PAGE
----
The AHA is now offering an Archives Wiki as a free resource for historians and other researchers. This project is described in greater detail in the February issue of Perspectives on History, but in general terms, we hope that by harnessing this (relatively) new technology for collaboration on the web, we can draw on the collective interests of thousands of researchers and archivists to develop a rich resource for anyone venturing into new archives for the first time.
As a starting point for the project, we seeded the wiki with information from the “Collections and Libraries” section of the 104 organizations listed in our Directory of History Departments, Historical Organization, and Historians in the United States and Canada. And quite happily we have already received new information and edits from almost a dozen additional archives just in the past few days.
We hope that as this project develops it will provide a deeper level of information than the rather general information on most archival web sites. As an example, I entered information based on my own recent work in the Papers of the American Historical Association at the Library of Congress. My hope is that other researchers will come in and offer similar analyses of particular collections and archives they have worked in recently.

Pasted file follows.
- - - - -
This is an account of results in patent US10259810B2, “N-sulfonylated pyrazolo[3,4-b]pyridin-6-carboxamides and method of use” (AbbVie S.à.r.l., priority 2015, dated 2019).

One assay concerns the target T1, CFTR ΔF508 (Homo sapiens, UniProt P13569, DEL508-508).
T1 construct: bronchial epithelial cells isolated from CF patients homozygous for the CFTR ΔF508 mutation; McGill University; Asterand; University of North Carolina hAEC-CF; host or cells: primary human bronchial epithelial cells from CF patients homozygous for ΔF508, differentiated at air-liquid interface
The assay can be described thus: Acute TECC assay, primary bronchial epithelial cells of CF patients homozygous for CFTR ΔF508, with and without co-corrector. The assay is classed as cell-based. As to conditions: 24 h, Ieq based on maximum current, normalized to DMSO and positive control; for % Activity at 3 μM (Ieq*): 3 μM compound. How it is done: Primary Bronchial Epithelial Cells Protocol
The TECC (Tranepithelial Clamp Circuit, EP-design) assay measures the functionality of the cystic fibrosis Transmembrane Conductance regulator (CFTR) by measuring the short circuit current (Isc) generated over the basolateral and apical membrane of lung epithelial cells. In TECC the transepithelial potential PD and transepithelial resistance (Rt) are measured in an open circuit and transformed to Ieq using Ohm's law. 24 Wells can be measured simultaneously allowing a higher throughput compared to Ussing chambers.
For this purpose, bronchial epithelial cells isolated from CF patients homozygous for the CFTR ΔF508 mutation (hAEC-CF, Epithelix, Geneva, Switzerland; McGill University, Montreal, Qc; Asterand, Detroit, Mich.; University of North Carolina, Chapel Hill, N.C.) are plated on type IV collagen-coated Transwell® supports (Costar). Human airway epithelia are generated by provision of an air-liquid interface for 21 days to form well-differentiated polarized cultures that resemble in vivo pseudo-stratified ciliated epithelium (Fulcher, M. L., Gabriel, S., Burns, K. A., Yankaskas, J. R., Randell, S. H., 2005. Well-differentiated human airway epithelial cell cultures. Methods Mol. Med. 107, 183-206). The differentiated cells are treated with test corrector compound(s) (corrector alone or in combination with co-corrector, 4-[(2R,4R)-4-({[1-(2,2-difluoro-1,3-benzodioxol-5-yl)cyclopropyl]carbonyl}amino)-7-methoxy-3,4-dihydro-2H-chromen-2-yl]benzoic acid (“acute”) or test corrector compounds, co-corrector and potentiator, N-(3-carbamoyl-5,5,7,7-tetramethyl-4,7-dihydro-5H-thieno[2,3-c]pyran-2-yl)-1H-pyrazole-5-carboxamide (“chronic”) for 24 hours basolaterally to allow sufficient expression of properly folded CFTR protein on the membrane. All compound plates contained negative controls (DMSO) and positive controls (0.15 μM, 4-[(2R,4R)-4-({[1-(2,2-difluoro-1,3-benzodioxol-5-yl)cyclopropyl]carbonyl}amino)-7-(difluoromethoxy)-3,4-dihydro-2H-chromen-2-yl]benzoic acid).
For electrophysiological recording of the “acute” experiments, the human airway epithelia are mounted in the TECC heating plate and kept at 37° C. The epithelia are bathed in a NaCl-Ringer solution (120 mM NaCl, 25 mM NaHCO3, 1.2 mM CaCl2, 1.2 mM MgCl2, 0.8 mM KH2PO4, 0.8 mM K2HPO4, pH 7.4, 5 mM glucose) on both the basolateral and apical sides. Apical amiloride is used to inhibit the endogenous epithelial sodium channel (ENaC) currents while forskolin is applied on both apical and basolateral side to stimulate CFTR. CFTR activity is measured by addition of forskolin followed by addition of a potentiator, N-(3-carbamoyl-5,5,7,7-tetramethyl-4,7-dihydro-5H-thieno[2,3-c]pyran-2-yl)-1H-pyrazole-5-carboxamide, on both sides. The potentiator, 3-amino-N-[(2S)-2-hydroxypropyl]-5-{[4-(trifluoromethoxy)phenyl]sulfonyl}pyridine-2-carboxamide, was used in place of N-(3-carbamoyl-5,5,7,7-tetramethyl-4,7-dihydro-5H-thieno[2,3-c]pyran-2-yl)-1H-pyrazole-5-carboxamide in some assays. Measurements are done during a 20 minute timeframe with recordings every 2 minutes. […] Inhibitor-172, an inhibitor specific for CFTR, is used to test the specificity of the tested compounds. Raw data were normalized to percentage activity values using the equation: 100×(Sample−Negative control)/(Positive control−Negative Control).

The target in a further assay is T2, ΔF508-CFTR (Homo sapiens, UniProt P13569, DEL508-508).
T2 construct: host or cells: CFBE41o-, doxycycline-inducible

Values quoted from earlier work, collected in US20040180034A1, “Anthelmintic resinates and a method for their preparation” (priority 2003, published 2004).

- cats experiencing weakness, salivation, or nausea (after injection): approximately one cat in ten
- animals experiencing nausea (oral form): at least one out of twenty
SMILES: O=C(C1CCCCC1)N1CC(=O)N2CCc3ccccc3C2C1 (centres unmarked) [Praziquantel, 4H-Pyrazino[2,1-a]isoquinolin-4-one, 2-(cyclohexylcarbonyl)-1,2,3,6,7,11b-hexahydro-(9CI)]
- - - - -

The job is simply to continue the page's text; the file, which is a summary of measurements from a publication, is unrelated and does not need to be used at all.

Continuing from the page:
Unfortunately, this project will face some high hurdles given the rather solitary tendencies of many in our profession. When I circulated my original proposal to some senior scholars in the field, their response was sadly dismissive. Most averred that, “if I want to know about a particular archives, I just write to my network of friends.” Some in the archival community are skeptical as well. In a first assessment of this project at ArchivesNext, Kate Theimer wondered yesterday, “how eager historians will be to share really detailed information about … how to get access to ‘the good stuff.’”
This project is offered in the hope that the profession is better than that; that historians young and old, and many others with an interest in archival research, can come together to make this a vital resource. We have done what we could within the resources available to us, so now, as they say, it is up to you.
This post first appeared on AHA Today.
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